Rarely has NATO not been under verbal siege over these past few months.
U.S. President Donald Trump continues to snipe at the alliance at any given opportunity. And on the other side of the Atlantic, French President Emmanuel Macron has gone so far as to call it brain-dead.
Leading officials, predictably, have rushed to defend the organization. Ahead of a meeting of alliance leaders near London on December 3–4, there will be even more praise and support showered on NATO.
Yet the fact that that this meeting will not be called a summit shows how NATO’s seventieth birthday is not being celebrated with great fanfare but instead with a degree of self-doubt, if not anxiety. In their different ways, Trump and Macron are good for NATO—provided alliance leaders can turn such criticism into an advantage.
Trump’s tirades against NATO are about money. He wants the allies to pay more into the pot and stop taking the United States’ security umbrella for granted. The member states are now paying more for their defense.
And even if several governments have yet to meet the target of spending 2 percent of GDP on defense, the contributions have jumped. Yet it is debatable if the 2 percent goal makes sense if not coupled with an overhaul of what countries spend the money on.
And it’s an open question if Trump even believes that sum is enough anyway. For him, NATO is just another transactional instrument. The idea that it was founded to underpin the West carries little weight. That’s such a dangerous development for the transatlantic relationship. It represents another assault by Trump on one of the post-1945 multilateral organizations that were established to ensure a measure of predictability and stability for the West.
Macron has weighed in from a very different angle. It’s the intellectual and political aspects that he wants addressed. It’s not about getting rid of NATO or ganging up on the United States—which some countries such as Poland infer from Macron’s comments. Nor is it about Macron wanting France to become the leader of a European defense force that would eclipse NATO. Even if he wanted the latter, he would garner little support.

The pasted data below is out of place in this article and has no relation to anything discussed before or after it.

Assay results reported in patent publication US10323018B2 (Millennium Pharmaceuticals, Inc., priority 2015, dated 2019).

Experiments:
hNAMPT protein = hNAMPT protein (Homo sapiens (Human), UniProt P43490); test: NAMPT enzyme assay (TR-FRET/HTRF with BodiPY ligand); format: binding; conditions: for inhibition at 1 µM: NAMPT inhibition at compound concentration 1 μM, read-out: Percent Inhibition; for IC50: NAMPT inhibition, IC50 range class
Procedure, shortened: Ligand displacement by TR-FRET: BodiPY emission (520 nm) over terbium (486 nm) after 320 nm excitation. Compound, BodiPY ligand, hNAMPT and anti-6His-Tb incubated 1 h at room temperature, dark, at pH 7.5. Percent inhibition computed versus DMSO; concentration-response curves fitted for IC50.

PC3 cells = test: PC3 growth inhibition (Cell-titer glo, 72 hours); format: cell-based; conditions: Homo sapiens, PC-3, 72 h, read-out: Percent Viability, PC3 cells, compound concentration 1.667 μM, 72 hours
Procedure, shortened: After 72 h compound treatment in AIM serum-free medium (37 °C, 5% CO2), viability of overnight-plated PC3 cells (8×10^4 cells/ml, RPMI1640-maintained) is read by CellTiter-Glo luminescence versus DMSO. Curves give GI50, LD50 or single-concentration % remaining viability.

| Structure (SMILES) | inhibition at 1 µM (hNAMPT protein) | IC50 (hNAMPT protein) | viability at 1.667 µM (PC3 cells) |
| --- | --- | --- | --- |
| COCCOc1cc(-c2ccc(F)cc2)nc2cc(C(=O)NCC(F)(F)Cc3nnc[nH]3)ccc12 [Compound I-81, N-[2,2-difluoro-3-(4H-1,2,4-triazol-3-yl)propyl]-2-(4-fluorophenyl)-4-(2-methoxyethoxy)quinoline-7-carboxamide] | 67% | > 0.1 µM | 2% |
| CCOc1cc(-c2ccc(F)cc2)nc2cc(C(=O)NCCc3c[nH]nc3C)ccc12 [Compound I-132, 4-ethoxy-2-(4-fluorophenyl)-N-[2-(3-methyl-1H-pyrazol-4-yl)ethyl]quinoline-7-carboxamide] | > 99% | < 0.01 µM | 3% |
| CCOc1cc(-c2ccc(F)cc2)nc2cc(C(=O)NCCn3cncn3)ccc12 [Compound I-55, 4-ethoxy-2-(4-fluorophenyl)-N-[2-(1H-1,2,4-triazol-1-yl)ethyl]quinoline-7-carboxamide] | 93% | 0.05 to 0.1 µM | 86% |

What Macron wants is for NATO to think and act politically and for Europe to consider the future of its security in case Trump wakes up one day and pulls America out of NATO. Many alliance leaders prefer to keep their heads in the sand rather than contemplate such a possibility.
Trump’s comments aside, the immense dangers the West is facing from Russia, China, and terrorism, not to mention the increasing vulnerability of democracies worldwide, cannot be played down. Macron wants NATO to talk about these issues.
The fact that the alliance has shied away from such discussions—even of the collapse of the Iran nuclear deal—or avoided preparing for scenarios such as a conflict breaking out in the South China Sea reveals a mindset and culture in fear of opening a Pandora’s box.
But it has to be opened. And Germany should do it.
The German defense minister, Annegret Kramp-Karrenbauer, says she wants the European allies to take on more responsibility. Not to be outdone, the minister of foreign affairs, Heiko Maas, who swings back and forth with regard to his views on NATO, wants an independent commission set up to undertake a forensic examination of the alliance. That committee should be chaired by NATO Secretary General Jens Stoltenberg.
But it will go nowhere unless Germany gets off the fence and decides once and for all to play a strategic role in Europe and in NATO.
This is not about Trump forever berating German Chancellor Angela Merkel for failing to spend enough on defense. As if money alone was a panacea to NATO’s ills.
It is about Germany replying to Macron by setting the agenda for Europe’s security and defense. This means asking hard questions about America’s security guarantee, about the role of Europe’s two nuclear powers, Britain and France, and about further enlargement of NATO.
Germany’s procrastination over security and defense should worry all NATO allies and all EU members.
As Merkel sees out her last term as chancellor, she has the chance to take advantage of the criticism coming from the White House and the Élysée Palace. Unless she grabs that chance, the advantage will pass to Russian President Vladimir Putin.